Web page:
The Caspian horse, also known as the Khazar Horse, is a small breed, native to Northern Iran.
Although extremely small in size, varying in height from 9 to 11.2hands, the Caspian is not considered a pony due to its conformation, character and other horse-like characteristics. It is thought that the breed is the oldest surviving in the world, with remains of a potential descendant dating back to 3,400 BC found in Iran in 2011. These remains were discovered during an archaeological dig at Gohar Tappeh. The Caspian breed was also found depicted in ancient artforms, shown pulling chariots.
The Caspian breed was thought to descend from a small horse breed from the Mesopotamian period, such as the remains found in 2011. The breed is said to originate from the mountainous regions of Northern Iran, which is why they are so agile, tough and athletic. The breed was first referenced in literature around 600CE.
The breed became extremely popular during the heights of the Persian Empire, used for transportation purposes due to their speed and strength. They were primarily used for pulling small chariots and carts. These Caspian variations were thought to be much smaller than modern day versions. On occasion in recent years, A larger mare and stallion have been reported to produce small foals, like the ancient forms of the breed. It is thought that this lack of height is caused by a recessive gene.
The fourth king of the Persian Empire, King Darius the Great, used the Caspian breed during lion hunts. Although widely popular throughout Persia at the time, the breed almost disappeared from history due to war. There was no further mention of the breed after 700AD until 1965, with many believing they were already extinct.
In 1965, the breed was then “rediscovered” by American born breeder, Louise Firouz, who was searching for small horses to be ridden by children. She found a small number of peasant-owned stock in the region and noted they were of high-quality and a “well-bred oriental horse”. She purchased a stallion there and then and soon began a breeding programme. Louise’s efforts led to the redevelopment and a renewed interest in the breed.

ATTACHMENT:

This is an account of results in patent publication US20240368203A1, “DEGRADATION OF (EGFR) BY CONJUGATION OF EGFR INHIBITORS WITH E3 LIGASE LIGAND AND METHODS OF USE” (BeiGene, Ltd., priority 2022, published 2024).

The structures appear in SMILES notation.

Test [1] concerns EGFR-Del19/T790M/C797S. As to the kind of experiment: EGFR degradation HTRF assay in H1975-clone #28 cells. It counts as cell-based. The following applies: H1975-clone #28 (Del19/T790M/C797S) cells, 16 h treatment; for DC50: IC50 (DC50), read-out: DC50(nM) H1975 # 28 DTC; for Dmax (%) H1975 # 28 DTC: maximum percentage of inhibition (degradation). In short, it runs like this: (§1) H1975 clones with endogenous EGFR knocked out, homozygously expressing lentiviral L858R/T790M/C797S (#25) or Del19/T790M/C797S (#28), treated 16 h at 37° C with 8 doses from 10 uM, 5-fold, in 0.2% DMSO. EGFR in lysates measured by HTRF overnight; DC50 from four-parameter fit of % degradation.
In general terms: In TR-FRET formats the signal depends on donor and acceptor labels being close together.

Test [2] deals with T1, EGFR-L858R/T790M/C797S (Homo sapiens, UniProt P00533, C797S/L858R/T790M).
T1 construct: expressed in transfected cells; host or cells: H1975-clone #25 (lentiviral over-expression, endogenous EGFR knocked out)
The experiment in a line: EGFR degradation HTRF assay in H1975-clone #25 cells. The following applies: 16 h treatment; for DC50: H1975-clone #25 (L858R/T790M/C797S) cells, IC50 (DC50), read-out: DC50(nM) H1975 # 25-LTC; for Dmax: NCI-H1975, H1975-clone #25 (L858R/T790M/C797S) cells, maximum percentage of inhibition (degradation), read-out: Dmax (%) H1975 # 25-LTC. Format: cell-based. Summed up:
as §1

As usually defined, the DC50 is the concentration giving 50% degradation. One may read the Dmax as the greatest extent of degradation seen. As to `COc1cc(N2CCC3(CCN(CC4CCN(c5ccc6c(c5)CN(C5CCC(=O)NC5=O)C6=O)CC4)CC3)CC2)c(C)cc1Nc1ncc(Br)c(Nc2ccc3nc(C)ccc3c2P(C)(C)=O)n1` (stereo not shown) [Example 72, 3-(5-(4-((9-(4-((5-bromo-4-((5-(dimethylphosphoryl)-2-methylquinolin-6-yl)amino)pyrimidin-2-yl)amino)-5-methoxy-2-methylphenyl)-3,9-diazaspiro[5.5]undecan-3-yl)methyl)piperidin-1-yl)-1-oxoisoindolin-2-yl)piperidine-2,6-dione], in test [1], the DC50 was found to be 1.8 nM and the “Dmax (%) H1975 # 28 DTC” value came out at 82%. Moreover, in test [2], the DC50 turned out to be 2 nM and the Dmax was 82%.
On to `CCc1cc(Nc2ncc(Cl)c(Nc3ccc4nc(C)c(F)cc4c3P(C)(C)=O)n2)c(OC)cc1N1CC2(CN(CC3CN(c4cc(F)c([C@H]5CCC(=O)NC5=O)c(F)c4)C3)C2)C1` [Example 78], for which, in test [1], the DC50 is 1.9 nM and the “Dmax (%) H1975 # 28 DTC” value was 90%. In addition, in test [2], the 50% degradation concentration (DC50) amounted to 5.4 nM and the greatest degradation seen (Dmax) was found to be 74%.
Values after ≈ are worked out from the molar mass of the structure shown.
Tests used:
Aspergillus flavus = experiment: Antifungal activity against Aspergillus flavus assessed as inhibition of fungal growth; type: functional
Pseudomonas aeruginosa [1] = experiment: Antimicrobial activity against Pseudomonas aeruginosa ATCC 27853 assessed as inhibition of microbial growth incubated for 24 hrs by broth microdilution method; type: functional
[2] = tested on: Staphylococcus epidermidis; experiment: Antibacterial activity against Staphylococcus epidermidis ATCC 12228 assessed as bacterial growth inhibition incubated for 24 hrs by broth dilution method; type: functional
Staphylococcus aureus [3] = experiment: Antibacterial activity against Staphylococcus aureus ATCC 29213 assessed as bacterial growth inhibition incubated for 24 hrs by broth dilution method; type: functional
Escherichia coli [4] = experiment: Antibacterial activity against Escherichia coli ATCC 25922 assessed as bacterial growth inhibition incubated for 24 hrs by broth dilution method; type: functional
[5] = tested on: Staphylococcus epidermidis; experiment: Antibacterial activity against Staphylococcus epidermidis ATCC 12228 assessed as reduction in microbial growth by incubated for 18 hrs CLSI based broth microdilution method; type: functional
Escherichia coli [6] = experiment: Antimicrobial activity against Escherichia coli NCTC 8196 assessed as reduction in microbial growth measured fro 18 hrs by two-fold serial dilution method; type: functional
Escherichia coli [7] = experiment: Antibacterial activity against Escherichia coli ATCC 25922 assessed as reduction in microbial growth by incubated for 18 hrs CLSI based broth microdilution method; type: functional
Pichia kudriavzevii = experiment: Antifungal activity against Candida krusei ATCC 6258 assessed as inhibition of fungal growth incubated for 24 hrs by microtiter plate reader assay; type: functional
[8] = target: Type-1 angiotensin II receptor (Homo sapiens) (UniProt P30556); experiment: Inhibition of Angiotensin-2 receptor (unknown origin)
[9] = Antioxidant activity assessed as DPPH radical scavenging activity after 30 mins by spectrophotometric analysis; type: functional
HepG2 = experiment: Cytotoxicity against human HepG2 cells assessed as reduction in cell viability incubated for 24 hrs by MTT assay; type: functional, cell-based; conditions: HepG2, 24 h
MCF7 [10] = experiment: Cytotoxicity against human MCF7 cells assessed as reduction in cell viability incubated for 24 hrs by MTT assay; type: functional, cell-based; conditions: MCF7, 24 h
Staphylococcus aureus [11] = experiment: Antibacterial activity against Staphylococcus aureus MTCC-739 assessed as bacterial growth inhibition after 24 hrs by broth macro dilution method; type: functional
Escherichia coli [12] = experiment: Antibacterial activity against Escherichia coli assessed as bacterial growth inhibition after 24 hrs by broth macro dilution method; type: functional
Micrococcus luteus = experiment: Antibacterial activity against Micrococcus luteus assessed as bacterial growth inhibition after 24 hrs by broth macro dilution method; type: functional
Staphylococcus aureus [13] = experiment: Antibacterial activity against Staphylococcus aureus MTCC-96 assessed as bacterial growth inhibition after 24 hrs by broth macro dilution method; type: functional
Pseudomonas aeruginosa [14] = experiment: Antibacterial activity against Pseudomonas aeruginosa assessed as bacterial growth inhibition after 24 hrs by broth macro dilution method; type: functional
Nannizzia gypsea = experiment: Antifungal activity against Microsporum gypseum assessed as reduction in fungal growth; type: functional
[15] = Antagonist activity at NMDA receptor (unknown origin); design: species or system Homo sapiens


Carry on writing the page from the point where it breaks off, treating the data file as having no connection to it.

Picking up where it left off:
Experts believe modern forms of the breed were formed from the quality foundation stock of the Persian Empire. The breed is still found in its native Northern Iran to this day. The Iran/Iraq war of the late 1980’s contributed to a decrease in populations, while some pure forms of the breed were exported to the UK, Australia, New Zealand and the US during these times.
The breed is now considered rare, one of the rarest in the world, with no definitive population numbers.
Picture below - Caspian Horse Society
Characteristics and uses -
As mentioned, the Caspian breed is a very small horse breed, usually standing between 9-11.2hands tall.
A breed with many small/short characteristics, including a short head, short ears and a small muzzle. Caspian horses do, though, have large eyes and nostrils. In general, the Caspian breed is a slim breed, with a long, graceful neck, a high-set tail and good withers.
A strong and hardy breed, Caspian horse have both strong legs and hooves. In fact, their hooves resemble those of a donkey, because they are oval shaped. Generally, the Caspian breed is a grey/black/bay/dun or chestnut colour, with some white markings allowed on the legs and head.
A hardy, intelligent and docile breed, Caspian horses are now mainly raised for leisure riding purposes, ridden by children usually. They are still also used as cart ponies to this day in their native Iran. The breed also has extraordinary jumping abilities, which is why they are also now entered in show jumping and eventing competitions.
One of the world’s most ancient breeds, with links to remains found in 3,400BC, the Caspian Horse was once deemed extinct by experts, thankfully, however, it defied all odds and survives to this day.
Main picture Credit - Bob Langrish Photography